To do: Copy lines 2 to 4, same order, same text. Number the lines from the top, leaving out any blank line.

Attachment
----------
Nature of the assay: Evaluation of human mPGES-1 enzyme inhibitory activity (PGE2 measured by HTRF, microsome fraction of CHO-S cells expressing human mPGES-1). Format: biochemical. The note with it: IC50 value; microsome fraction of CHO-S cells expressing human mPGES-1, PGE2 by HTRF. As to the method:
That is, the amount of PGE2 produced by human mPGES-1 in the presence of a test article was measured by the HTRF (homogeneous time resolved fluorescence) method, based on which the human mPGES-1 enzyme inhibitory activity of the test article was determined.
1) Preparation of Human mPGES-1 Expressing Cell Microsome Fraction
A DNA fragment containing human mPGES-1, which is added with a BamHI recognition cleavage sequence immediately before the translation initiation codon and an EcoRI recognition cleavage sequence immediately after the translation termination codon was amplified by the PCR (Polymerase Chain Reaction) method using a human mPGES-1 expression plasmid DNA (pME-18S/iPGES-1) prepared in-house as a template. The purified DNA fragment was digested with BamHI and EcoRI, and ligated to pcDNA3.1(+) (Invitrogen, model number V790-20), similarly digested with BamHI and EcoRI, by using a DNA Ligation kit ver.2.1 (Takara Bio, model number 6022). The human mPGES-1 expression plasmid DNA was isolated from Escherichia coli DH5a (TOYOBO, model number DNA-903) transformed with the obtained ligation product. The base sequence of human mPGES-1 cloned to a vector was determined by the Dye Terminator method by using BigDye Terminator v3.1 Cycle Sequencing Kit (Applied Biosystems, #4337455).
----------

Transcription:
That is, the amount of PGE2 produced by human mPGES-1 in the presence of a test article was measured by the HTRF (homogeneous time resolved fluorescence) method, based on which the human mPGES-1 enzyme inhibitory activity of the test article was determined.
1) Preparation of Human mPGES-1 Expressing Cell Microsome Fraction
A DNA fragment containing human mPGES-1, which is added with a BamHI recognition cleavage sequence immediately before the translation initiation codon and an EcoRI recognition cleavage sequence immediately after the translation termination codon was amplified by the PCR (Polymerase Chain Reaction) method using a human mPGES-1 expression plasmid DNA (pME-18S/iPGES-1) prepared in-house as a template. The purified DNA fragment was digested with BamHI and EcoRI, and ligated to pcDNA3.1(+) (Invitrogen, model number V790-20), similarly digested with BamHI and EcoRI, by using a DNA Ligation kit ver.2.1 (Takara Bio, model number 6022). The human mPGES-1 expression plasmid DNA was isolated from Escherichia coli DH5a (TOYOBO, model number DNA-903) transformed with the obtained ligation product. The base sequence of human mPGES-1 cloned to a vector was determined by the Dye Terminator method by using BigDye Terminator v3.1 Cycle Sequencing Kit (Applied Biosystems, #4337455).